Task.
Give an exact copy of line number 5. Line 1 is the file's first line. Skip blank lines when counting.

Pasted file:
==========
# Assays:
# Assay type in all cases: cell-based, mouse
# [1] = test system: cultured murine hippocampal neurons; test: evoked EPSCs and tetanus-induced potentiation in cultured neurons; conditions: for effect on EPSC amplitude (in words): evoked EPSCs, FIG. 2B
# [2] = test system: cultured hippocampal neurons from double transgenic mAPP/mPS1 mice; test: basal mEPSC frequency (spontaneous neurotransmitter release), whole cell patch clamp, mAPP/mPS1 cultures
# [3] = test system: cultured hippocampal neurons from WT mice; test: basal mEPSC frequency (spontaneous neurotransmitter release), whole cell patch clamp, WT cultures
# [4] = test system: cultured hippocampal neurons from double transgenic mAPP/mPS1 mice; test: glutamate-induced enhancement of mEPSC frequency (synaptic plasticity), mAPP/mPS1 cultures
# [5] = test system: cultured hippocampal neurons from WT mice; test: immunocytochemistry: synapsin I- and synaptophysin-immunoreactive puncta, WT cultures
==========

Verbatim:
# [3] = test system: cultured hippocampal neurons from WT mice; test: basal mEPSC frequency (spontaneous neurotransmitter release), whole cell patch clamp, WT cultures